Monday, March 28, 2011

Booknote: Aftershock

Actually, I finished this book about a week ago, but between work and life, I did not get around to writing up a review about it until now. I am sharing what I wrote on my GoodReads page here in the blog because I think this is a book that more people should read. I jotted down some brief passages as well that made me think, which readers can see under the updates if they visit the linked review. As is often the case, what I worry about is that people who should actually be reading this book will probably not read it.

AftershockAftershock by Robert B. Reich

My rating: 4 of 5 stars

Readers can tell that Robert Reich is a college teacher; it shows in this book. He is very good at explaining exactly what happened to the economy in this current climate and why it happened. More importantly, he outlines very well what will happen unless this nation and its people decide on some serious, substantial, meaningful changes. And yet, this is a short book, which makes it pretty easy to read. What I found fascinating is that what is happening is not really new for one. We faced a lot of this during the Great Depression. In some ways, the situation is the same, but the names and players have changed, so to speak.

The problem is not one of Americans simply having spent past their means, which they did. This is not to be denied. The real problem is their wages have not kept up with the times, and employers and the wealthy have broken the social contract where we all pay fairly and gain benefit from shared prosperity. When you have billionaires like Warren Buffet actually saying that he should be taxed a lot more, that is a hint of Professor Reich's argument. I found myself making a lot of little notes, which you can see in my reading updates for this book for the book offers some good points and a lot to think about. The potential scenario of an "Independence Party" candidate winning the White House along with Congress should scare the daylights out of people not matter what side of the political spectrum you are in. And yet, we get a very good explanation of how it will happen if things keep going at the same pace as well as how to avoid, which is the option that will take work. Many passages in this book caught my eye, but I think the one I want to share with readers right away is this one:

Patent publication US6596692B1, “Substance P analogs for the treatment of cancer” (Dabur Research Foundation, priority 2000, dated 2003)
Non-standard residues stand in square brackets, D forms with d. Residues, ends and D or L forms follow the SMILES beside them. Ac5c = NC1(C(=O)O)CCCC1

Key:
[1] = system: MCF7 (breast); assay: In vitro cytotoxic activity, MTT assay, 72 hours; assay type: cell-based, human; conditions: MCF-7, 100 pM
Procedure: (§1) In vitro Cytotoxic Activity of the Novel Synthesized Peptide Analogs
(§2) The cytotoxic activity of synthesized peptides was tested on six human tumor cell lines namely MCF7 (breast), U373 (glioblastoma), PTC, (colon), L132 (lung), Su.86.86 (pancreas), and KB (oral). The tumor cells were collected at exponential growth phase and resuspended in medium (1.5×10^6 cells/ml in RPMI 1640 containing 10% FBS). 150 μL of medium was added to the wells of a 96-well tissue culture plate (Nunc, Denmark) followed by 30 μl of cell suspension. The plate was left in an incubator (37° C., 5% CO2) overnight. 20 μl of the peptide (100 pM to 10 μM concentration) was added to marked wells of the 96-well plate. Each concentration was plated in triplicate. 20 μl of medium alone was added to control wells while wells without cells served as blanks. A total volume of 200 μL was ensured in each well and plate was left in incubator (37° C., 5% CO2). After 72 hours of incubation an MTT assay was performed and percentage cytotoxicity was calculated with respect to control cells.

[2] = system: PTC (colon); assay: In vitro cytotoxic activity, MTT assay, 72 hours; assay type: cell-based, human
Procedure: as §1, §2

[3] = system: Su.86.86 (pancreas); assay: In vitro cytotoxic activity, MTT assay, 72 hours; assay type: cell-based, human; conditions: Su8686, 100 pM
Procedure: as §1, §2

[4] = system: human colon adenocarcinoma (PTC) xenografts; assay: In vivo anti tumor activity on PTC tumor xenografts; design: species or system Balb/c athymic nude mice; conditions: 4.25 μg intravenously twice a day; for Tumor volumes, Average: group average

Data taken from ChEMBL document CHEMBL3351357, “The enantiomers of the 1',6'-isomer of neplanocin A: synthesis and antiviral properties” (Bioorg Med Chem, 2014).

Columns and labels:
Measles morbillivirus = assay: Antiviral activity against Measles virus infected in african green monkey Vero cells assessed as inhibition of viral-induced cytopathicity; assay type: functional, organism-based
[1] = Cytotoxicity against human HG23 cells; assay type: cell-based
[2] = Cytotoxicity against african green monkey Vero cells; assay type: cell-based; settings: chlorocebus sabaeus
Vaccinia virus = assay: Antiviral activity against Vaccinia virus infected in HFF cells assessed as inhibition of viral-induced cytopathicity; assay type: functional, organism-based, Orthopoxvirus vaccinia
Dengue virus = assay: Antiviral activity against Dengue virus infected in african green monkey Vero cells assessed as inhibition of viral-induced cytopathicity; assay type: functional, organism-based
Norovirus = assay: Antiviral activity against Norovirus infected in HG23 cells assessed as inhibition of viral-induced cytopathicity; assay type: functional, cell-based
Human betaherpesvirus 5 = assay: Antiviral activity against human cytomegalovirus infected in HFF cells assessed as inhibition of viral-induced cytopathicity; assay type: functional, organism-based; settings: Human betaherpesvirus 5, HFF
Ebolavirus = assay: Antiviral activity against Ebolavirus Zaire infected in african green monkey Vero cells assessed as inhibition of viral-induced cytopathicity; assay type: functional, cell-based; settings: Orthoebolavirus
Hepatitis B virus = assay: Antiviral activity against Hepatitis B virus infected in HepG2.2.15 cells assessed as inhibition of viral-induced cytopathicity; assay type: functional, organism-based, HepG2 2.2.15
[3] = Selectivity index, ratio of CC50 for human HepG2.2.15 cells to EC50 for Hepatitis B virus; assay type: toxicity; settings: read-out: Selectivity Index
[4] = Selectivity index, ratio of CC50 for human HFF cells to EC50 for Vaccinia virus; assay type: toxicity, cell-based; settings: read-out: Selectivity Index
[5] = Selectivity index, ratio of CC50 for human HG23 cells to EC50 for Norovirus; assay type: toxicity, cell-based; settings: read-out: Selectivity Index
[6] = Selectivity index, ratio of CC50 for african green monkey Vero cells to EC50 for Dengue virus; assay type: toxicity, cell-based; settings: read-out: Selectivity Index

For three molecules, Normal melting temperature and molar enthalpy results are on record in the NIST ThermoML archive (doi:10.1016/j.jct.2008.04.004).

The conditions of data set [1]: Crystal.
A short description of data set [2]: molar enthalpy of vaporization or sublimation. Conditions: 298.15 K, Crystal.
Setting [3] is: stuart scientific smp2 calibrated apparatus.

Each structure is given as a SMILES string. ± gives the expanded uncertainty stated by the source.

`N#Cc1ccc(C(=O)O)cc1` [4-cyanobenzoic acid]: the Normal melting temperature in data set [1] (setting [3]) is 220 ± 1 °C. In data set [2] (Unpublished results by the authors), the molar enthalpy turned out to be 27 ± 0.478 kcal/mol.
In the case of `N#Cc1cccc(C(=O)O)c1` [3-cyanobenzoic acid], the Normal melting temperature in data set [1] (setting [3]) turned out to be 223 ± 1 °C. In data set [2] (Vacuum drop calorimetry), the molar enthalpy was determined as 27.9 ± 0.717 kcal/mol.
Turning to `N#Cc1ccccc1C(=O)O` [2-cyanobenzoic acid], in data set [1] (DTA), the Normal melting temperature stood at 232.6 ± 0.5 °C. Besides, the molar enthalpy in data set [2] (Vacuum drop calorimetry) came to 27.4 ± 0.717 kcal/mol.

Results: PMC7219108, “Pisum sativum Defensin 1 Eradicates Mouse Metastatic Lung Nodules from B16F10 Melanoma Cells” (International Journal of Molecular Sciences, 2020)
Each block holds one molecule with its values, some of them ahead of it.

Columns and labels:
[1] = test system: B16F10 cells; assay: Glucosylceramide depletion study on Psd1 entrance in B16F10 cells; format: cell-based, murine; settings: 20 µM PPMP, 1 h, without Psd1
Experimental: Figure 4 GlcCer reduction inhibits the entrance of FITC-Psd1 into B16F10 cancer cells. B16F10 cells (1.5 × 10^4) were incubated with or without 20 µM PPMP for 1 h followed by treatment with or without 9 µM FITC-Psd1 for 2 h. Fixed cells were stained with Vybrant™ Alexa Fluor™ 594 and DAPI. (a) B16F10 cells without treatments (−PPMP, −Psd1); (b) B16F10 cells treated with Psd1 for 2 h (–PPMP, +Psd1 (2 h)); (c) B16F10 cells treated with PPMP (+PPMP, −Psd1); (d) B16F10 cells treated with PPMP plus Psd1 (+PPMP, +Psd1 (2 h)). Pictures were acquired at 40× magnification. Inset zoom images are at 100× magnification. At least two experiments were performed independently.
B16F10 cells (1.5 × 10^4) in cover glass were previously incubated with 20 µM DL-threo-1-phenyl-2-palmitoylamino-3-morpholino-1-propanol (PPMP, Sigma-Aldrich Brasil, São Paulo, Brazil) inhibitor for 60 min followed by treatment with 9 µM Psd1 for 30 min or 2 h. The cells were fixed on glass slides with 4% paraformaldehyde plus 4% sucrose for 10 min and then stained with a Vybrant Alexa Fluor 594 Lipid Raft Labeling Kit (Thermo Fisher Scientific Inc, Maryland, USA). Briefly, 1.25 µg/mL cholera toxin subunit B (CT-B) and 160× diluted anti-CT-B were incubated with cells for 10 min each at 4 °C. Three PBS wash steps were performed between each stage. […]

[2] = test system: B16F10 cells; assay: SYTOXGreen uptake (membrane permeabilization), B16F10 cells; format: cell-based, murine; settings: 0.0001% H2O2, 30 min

On page 145: "If nothing is done to counter present trends, the major fault line in American politics will no longer be between Democrats and Republicans, liberals and conservatives. It will be between the 'establishment'--political insiders, power brokers, the heads of American business, Wall Street, and the mainstream media--and an increasingly mad-as-hell populace determined to 'take back America' from them."

Now, take a guess who is going to "win" if the current crop of greedy, hate-and-fear mongering powers manage to keep on manipulating the angry and willfully ignorant. It does not look good, and maybe that is why I did not give this book five stars. I don't necessarily share Dr. Reich's optimism at the end of the book. However, overall, this is one book worth reading.

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